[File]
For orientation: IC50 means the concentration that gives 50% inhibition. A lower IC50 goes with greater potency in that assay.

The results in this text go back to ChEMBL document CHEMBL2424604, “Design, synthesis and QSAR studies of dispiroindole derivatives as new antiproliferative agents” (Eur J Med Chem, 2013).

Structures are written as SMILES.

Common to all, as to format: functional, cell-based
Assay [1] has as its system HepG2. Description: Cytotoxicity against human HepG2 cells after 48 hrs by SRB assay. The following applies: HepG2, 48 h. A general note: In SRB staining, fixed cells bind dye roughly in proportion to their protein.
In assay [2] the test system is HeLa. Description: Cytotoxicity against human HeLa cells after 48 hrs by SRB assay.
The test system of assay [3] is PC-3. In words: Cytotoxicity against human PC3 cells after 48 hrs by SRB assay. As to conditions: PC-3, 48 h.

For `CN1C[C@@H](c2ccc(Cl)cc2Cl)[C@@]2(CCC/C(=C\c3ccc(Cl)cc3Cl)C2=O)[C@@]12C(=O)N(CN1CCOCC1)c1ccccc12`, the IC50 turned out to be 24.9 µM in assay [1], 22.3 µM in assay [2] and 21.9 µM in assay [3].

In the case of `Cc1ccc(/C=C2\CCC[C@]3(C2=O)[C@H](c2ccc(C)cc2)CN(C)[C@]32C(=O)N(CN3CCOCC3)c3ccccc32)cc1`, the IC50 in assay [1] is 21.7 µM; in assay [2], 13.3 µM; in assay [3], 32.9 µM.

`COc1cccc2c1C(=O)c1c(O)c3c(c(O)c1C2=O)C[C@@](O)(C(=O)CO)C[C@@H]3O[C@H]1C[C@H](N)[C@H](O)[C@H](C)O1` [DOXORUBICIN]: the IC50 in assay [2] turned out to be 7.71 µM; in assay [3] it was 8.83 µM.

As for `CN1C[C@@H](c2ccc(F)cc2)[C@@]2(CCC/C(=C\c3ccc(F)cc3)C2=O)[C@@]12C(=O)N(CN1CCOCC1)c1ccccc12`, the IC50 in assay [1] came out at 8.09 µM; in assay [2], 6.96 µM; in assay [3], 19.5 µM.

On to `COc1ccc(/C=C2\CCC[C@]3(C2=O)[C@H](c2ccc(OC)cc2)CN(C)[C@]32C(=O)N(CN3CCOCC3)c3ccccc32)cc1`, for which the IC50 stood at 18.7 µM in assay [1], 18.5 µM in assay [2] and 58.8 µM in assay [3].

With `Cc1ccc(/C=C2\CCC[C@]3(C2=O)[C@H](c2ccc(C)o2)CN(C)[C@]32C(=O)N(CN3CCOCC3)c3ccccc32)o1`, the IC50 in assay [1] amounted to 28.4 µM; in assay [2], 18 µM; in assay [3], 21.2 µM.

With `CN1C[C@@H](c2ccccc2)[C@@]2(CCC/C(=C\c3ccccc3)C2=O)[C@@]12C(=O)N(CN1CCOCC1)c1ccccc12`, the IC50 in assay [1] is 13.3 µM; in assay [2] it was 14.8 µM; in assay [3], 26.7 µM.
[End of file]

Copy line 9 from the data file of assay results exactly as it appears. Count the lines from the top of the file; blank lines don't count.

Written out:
In the case of `Cc1ccc(/C=C2\CCC[C@]3(C2=O)[C@H](c2ccc(C)cc2)CN(C)[C@]32C(=O)N(CN3CCOCC3)c3ccccc32)cc1`, the IC50 in assay [1] is 21.7 µM; in assay [2], 13.3 µM; in assay [3], 32.9 µM.